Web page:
MAK­ING STRIDES

Boston re­searchers have de­vel­oped a ‘soft’ ro­botic suit to help pa­tients re­gain their abil­ity to walk.

Metro USA (Boston) - - FRONT PAGE - KRISTIN TOUSSAINT @kristin­dakota kristin.toussaint@metro.us

Stroke pa­tients may soon be able to wear a ro­botic suit that can help them walk with­out a limp.

Re­searchers at Boston Univer­sity’s Col­lege of Health & Re­ha­bil­i­ta­tion Sci­ences and the Har­vard School of En­gi­neer­ing worked to­gether to de­velop a wear­able “soft” ro­botic suit, also called an ex­o­suit, that can help with stroke re­cov­ery.

About 85 per­cent of peo­ple who have had a stroke re­gain the abil­ity to walk, said Terry El­lis, direc­tor of the Cen­ter for Neu­rore­ha­bil­i­ta­tion at BU. But the ma­jor­ity will have im­paired walk­ing, she added, and the treat- ment op­tions for a post­stroke pa­tient are lim­ited.

Cur­rently, pa­tients are given a walker, cane or plas­tic brace that fits on the leg and pre­vents them from trip­ping over their own feet. Lou Awad, a fac­ulty mem­ber at Har­vard’s Wyss In­sti­tute and at BU, said that those mo­bil­ity aids are prac­ti­cally “from pre­his­toric times.”

They’re also prob­lem­atic, El­lis added, be­cause th­ese op­tions hin­der the pa­tient’s abil­ity to re­cover, since they aren’t strength­en­ing the mus­cles nec­es­sary to de­velop a nor­mal gait again.

“This is what’s been hap­pen­ing in re­ha­bil­i­ta­tion for years — there hasn’t been any ma­jor de­vel­op­ments or im­prove­ments away from plas­tic braces or walk­ers,” she said.

“With the soft suit, the idea here is that we can aug­ment the amount of force the mus­cles are able to pro­duce so we can en­hance walk­ing and en­hance re­cov­ery,” she added. “So peo­ple can walk bet­ter, walk faster, and it can be more ef­fi­cient.”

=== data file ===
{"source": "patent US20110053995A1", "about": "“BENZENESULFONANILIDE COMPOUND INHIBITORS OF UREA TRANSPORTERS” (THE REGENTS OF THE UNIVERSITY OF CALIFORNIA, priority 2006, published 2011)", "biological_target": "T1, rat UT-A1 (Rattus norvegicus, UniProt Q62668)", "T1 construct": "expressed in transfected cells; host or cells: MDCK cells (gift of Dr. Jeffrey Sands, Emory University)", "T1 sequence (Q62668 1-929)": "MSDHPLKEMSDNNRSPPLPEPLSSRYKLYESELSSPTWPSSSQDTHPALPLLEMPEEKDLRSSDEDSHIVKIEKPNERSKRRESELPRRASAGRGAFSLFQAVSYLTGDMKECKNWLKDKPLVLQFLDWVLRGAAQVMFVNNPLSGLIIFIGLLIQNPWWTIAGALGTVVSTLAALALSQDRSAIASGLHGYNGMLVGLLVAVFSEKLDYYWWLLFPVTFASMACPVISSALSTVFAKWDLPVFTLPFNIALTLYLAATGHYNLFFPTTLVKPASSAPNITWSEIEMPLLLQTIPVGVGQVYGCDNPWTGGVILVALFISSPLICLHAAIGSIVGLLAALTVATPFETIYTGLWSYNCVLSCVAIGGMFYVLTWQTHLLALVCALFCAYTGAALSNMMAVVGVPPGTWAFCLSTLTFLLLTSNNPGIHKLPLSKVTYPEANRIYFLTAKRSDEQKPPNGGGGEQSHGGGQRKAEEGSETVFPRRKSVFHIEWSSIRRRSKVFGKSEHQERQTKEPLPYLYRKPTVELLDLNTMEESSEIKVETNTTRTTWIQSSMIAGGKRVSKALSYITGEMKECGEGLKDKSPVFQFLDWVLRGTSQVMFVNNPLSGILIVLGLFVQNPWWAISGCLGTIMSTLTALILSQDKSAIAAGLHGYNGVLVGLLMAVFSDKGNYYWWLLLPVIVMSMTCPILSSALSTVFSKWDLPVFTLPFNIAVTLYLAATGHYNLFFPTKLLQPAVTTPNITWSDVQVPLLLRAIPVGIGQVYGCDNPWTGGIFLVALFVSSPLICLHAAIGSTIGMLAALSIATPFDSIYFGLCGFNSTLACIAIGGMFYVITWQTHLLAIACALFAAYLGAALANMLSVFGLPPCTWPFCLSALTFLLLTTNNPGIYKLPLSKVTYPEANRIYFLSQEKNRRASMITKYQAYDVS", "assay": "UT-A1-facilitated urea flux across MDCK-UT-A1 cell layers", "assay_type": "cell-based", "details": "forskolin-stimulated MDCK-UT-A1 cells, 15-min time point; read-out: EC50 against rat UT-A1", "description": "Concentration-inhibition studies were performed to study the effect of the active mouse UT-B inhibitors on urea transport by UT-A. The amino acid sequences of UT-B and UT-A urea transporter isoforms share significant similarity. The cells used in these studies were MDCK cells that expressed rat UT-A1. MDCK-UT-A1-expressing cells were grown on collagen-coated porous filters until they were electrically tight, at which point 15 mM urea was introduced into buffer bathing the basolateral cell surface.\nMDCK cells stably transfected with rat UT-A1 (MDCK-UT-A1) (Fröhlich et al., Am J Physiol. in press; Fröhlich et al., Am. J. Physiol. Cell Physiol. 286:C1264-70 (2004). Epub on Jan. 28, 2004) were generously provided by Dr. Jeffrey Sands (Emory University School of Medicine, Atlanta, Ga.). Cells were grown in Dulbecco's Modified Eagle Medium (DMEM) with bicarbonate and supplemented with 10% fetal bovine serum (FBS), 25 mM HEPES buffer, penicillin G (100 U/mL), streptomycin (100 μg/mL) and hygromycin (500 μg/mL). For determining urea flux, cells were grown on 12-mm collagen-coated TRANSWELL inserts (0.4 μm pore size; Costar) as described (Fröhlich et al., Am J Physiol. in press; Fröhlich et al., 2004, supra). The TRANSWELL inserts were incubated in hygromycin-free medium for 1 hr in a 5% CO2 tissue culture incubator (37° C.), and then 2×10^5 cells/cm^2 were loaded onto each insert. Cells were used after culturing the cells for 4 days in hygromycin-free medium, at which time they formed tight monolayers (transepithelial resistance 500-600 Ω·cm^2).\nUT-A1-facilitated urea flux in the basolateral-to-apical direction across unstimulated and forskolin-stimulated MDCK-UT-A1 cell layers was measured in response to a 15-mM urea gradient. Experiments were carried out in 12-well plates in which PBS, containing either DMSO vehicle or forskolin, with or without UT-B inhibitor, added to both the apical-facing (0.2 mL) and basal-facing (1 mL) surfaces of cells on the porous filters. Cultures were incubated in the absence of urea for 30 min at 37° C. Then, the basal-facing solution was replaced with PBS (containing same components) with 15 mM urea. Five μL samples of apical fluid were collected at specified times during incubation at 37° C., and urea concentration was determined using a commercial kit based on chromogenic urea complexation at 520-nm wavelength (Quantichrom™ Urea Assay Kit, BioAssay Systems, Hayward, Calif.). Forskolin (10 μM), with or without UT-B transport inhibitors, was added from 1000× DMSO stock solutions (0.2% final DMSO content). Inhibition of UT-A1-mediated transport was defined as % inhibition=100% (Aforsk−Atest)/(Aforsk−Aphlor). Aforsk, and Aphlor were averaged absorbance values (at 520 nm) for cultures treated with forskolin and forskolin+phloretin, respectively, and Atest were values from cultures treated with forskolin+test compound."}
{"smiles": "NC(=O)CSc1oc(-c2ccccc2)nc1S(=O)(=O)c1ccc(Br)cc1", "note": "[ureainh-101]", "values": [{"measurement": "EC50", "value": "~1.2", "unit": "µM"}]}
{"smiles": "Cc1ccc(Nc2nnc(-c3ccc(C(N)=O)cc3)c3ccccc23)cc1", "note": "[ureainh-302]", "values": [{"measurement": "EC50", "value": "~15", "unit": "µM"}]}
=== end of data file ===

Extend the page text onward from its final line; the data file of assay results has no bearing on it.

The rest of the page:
The ex­o­suit came out of a project by a Har­vard re­searcher look­ing to help sol­diers save en­ergy on long treks. Har­vard then ap­proached BU, El­lis said, about us­ing the same tech­nol­ogy to help those with dis­abil­i­ties.

Those who’ve had a stroke would only wear the suit on which­ever side was im­pacted (not on both legs like the sol­diers). Ca­bles at­tached to fabric around the an­kle joint con­nect to a mo­tor worn around the waist. As users walk, the suit sup­ports their move­ments. In the fu­ture, the suit will help with knee joint move­ment as well.

Re­searchers see this suit be­ing used both in a pa­tient’s im­me­di­ate stroke re­cov­ery and also in their daily lives af­ter­ward.

Even­tu­ally, the re­searchers hope this can help those with Parkin­son’s dis­ease, mul­ti­ple sclero­sis and more.

“If a per­son can walk more and walk faster, it means they can re­tain at a higher in­ten­sity and train for longer pe­ri­ods of time.” Lou Awad

FRED MERZ

ROLEX AWARDS/FRED MERZ

Re­searchers at Har­vard and BU de­vel­oped ro­botic tech­nol­ogy to help stroke pa­tients walk nor­mally again.

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